2020 is upon us, and every year you should investigate ways in which you can improve your craft. As we move more and more into booking Gen Z clients, we have noticed that quality is something that is becoming more and more important to our clients. Quality can come in many forms: business, client experience, etc. What I want to focus on today is artistry, and what you can look to do to up your photography game for your clients starting this January. Let’s look at some of the significant skillsets and go over the trends that we are noticing in our business today.
Over the years that I've spent in the wedding photography business, I've found that one of the biggest obstacles we photographers come up against is time—or rather, the lack of it. Sometimes it's hard to get the bride, groom, and wedding party on the same page in the little amount of time we have for each specific stage of the shoot. One thing really helps me to work around this issue: I make use of a workflow that allows me to quickly position the bride and groom in various poses and get the shots I need in just a few minutes. I can get a ton of great pictures, and at the same time catch up if I'm running behind for any reason, or if I just have a really tight time frame to work with.
One of the most crucial aspects of a wedding photoshoot is depicting the bridesmaids in the best possible light. There are a number of techniques that you can employ to make sure that your photos of the bridesmaids turn out the way you (and, more importantly, the bride and groom) want them.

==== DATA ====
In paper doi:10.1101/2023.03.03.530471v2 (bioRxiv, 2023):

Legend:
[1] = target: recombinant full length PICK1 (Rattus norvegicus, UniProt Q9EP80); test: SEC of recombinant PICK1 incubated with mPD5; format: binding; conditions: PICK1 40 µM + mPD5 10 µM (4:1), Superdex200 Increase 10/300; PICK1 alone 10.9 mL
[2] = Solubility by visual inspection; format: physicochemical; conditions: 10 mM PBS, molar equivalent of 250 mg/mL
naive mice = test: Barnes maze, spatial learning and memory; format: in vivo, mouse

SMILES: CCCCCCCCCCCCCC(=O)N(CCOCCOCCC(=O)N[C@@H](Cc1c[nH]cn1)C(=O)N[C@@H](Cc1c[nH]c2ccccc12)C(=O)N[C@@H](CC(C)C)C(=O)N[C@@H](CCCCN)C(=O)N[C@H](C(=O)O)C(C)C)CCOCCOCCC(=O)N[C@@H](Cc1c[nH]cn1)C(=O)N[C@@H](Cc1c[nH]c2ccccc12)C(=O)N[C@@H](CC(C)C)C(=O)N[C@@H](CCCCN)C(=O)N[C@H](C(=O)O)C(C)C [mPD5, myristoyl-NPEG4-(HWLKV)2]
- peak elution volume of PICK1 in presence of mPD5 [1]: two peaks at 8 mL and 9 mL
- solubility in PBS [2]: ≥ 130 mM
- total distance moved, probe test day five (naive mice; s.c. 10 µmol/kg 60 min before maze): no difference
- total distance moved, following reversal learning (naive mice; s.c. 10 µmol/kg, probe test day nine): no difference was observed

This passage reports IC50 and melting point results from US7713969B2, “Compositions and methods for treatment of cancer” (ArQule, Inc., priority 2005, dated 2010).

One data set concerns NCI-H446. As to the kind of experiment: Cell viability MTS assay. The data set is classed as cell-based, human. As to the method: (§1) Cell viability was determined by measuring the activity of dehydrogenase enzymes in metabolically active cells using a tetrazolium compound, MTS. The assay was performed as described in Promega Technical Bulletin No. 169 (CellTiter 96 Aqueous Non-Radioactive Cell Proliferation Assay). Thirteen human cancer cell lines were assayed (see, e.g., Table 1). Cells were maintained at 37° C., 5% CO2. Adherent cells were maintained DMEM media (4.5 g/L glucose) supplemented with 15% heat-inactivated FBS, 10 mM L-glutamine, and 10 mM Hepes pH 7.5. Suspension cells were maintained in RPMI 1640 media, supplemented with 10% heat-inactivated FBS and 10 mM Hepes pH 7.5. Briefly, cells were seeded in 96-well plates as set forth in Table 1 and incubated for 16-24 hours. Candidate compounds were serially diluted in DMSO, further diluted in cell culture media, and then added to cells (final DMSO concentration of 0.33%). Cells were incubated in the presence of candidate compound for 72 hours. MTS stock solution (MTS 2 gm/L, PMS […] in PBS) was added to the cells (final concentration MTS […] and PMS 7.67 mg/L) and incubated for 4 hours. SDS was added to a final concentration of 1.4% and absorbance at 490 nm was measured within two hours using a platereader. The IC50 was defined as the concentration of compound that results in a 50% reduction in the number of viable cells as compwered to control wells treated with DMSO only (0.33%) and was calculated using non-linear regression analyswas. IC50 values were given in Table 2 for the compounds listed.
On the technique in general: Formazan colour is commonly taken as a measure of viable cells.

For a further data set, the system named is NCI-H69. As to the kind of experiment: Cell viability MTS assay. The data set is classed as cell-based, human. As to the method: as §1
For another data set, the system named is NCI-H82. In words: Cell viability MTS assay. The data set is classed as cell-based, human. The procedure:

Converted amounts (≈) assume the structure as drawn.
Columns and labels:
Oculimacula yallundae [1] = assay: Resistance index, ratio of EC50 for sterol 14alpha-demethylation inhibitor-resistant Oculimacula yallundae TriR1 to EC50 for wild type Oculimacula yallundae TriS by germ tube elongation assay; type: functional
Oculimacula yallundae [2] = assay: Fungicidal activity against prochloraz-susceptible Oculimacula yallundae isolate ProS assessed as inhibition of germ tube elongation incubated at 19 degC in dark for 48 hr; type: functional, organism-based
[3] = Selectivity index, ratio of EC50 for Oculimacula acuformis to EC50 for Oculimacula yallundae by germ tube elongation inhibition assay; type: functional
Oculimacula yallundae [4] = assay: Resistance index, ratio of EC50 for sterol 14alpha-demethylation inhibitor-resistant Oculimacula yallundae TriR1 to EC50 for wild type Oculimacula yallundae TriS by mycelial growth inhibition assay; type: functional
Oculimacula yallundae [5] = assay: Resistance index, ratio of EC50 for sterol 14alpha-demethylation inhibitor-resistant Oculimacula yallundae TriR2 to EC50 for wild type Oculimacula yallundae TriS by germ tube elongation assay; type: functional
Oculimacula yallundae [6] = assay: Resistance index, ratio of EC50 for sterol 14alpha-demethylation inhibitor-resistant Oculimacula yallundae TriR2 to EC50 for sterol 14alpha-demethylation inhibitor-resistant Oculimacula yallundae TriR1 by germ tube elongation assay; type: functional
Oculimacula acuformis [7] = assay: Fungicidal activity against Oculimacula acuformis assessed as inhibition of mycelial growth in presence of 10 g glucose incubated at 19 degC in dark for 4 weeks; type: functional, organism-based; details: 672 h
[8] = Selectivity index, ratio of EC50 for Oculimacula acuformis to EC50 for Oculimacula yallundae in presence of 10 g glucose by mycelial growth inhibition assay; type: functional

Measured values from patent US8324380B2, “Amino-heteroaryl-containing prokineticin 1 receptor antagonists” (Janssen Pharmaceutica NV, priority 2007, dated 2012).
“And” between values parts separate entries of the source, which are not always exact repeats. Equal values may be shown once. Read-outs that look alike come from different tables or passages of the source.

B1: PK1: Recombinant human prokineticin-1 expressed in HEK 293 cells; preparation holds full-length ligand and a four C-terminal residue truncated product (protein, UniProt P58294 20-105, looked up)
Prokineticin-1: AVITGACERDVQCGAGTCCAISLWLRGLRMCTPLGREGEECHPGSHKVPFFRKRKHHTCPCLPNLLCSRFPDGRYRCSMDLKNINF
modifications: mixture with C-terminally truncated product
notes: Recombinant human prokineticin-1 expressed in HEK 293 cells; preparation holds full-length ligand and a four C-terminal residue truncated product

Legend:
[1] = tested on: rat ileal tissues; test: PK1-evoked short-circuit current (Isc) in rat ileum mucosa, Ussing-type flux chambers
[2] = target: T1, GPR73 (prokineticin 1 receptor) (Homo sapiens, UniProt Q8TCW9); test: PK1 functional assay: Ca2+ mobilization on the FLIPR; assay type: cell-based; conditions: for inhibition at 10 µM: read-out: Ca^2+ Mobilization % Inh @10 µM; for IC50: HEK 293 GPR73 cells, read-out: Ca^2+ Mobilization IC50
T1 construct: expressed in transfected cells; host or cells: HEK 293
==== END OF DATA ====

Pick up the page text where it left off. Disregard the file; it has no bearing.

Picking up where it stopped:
The standards for client communication are changing constantly; what might have been standard five years ago just isn’t anymore. In general, communication with clients is now about more texting/internet time and less in-person/phone time. You'll find that not knowing how to talk to your clients in the language and medium that they prefer will lose you potential business and cause you stress for no reason.
We've all seen that one pose from wedding photography: the typical bride and groom looking at each other with some natural or architectural backdrop. There’s nothing wrong with that photograph—honestly, it is usually super popular with the couple themselves—but it gets kinda boring for you and your clients. Show off your abilities as a photographer and get the best shots possible—here are some options for how to offer something more, something different to your customers, switching it up.
Jumping into an in-person sales model is difficult for so many people who have built their business on handing over digital files to their clients. It takes a lot of money, perseverance, and time upfront to build a solid in-person sales business. We have spent the past four years perfecting our sales strategies to be in line with ever-changing wedding trends, and have come up with a model that serves our clients from beginning to end while still bringing in high-dollar sales.
Off-camera flash can be an intimidating thing to try to master. Where do you put the flash? What power should it be on? When do you need more than a simple Speedlite? What about modifiers? Where do you even start? Here are five tips to help you out!
It’s a photographer’s house of horrors—a dark reception hall. Let me simplify everything for you. Below, I’ll lay out the easy system we at The Blumes use to create crisp, color-balanced, commercial-quality reception images every time. You’ll just need your camera, three cheap flashes, and a few rubber bands. Sound good?
Photographers seem to obsess over editing. They treat it like it’s the special sauce that, once mastered, will bring you in new clientele. Nothing could be farther from the truth. I will let you guys in on a little secret. Our clients come to us for cinematic, dramatic environmental portraiture, yet the images that they love, and the ones that we choose for our portfolio, are typically the ones for which we diverge the least from the original file.
Last January, Mike Allebach and I decided that it would be great to challenge everyone after one of the workshops to reach out to past wedding clients, use what we taught them, and get wedding albums into their clients’ hands. We called it the $10K Challenge: if you have ten clients from the past two years and sell each of them a $1,000 wedding album, you will have made an extra $10,000 that January.